Karachi Biennale returns with technology-based theme


After making its debut in 2017 with the theme “Witness”, the Karachi Biennale returns for the third time in 2022 with this time a technology-based theme.

The Karachi Biennale Trust (KBT) was founded in 2016 by a group of visual arts professionals and educators as a dynamic platform to promote creativity, innovation and criticality in the visual arts.

KBT is a non-profit organization that has remained a citizens’ initiative supported by the business sector, and it works with a network of local and international cultural and educational philanthropic organizations.

The KBT, in collaboration with the German Consulate in Karachi, organized Friday evening the curtain raising of the Karachi Biennale 22 (KB22) at the residence of the German Consul General Holger Ziegeler. The KB22 curtain raiser unveiled the exciting art-tech theme of the third biennial.

The theme of the Third Karachi Biennale is meant to connect with the transformative digital revolution underway in Karachi as well as the country, and highlight the ambitious leap with art by Pakistani and international artists working at the intersection of art and technology.

The Curtain Raiser featured four hybrid works of art that provided a glimpse of what will be featured in

October-November 2022 in eight different locations across the city.

KB22 will explore the vast potential of technology as an artistic medium, both at the cutting edge of technology with established artists working with virtual reality, artificial intelligence, robotics, and low-end technologies like mobile phones.

“I firmly believe in cultural diplomacy,” Ziegeler said. Speaking of modern artists, he said that we are living in the fourth industrial revolution. “Nothing in our lives is like it was a few years ago. “

He said we have the challenge of transferring knowledge from the past and embracing the new at the same time. As for the challenges of technological change, he said German artist Dennis Rudolph gives him hope.

For solving the challenges of technological changes, changes in society, Rudolph gives us the means to use the new means of art to transform something into meaning, he added.

How to bridge the gap between technology and conventional art? Niilofur Farrukh, Managing Director of the Karachi Biennale, answers this question by giving the example of Jahanzeb Khawaja’s artwork presented at the event, claiming that it connects something so classic quite effectively. as sitar (music) and coding.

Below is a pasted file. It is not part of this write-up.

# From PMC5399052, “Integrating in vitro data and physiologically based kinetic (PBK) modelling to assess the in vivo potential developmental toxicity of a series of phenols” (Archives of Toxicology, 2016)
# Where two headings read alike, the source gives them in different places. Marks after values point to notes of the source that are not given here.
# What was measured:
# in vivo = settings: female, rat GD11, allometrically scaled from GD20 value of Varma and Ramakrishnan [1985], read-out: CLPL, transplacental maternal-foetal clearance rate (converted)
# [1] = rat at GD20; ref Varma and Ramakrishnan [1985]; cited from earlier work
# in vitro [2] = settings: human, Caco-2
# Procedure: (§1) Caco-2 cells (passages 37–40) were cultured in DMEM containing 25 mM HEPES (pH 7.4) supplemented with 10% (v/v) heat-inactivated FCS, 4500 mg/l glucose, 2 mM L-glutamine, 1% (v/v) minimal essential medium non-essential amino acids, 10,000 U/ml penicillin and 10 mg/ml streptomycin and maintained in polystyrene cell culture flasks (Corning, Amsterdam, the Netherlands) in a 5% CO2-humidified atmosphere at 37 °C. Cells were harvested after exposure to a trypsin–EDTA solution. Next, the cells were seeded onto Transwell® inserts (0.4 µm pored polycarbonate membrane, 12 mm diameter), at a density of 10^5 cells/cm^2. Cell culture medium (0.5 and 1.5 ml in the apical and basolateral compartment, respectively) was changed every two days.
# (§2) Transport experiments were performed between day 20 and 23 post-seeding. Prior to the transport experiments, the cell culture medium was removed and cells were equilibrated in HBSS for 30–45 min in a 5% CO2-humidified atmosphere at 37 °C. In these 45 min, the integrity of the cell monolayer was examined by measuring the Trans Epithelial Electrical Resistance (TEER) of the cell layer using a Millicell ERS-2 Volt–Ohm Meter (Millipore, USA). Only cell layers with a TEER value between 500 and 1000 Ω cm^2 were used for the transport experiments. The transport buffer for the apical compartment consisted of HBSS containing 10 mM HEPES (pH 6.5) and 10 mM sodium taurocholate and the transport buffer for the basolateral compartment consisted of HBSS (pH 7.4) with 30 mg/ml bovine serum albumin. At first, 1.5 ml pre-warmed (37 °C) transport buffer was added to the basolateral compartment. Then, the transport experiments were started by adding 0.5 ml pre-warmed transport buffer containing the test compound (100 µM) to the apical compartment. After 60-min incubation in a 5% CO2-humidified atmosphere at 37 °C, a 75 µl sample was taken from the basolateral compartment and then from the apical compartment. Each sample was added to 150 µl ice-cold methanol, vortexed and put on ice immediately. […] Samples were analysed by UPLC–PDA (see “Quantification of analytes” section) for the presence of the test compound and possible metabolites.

“The aesthetic is changing and yet most of the classic remains,” she said, adding that the way Rudolph used German history to bind cohesion.

Artificial intelligence, she said, is altered intelligence and reality. “What we are seeing here is a new way to relate to the past and this is what we will show you next year,” she said.

KBT was founded in 2016, and it has completed five years and hosted two biennials. Both, she said, were very rooted in Karachi, because that is the essence of a Karachi Biennale.

“In fact, the Karachi Biennale was born out of a crisis. The crisis when Karachi faced extreme violence and unrest. When a group of art professionals and educators got together, stepped forward and used art to heal people, to bring it into public spaces, to re-invoke history as well, the wonderful history of this port city.

Many generous people, she pointed out, are coming forward for the cause. “The people of Karachi have always been generous. They give us the places. During the last biennial, it was the city government that came forward and gave us the zoo, as well as Bagh Ibne Qasim.

KB22 curator Faisal Anwar at the roundtable at the event said an investigation was looking into the central rule-of-the-art issue.

“When we look at the relevance of our present time and look at the medium and look at our current narrative, there is a lot of experimentation going on,” he said, adding that researchers, artists and academics need to come together to build relationships. with a narrative that relates to the contemporary art movement.

German artist Dennis Rudolph combines tradition and innovation by mixing a classic genre such as painting with new media such as virtual and so-called augmented reality. He said he had never been in a city of 20 million people.

“There is so much diversity in this city, maybe there is one thing that everyone shares is that everyone has a phone,” he said, adding that if his mobile application, which contains all his works, is downloaded

by the inhabitants of this city, it will be a unique experience for him.

KBT boss Rabia Javeri Agha said that over the past seven decades we have lost half of our country, fought two wars, lost 70,000 people to the war on terrorism.

“It was a difficult journey,” she said, adding that the role of the Biennale must be recognized as it is difficult to keep our culture alive in these times. The role that art plays in creation, including where there are no power relations, cannot be ignored, she stressed.


Comments are closed.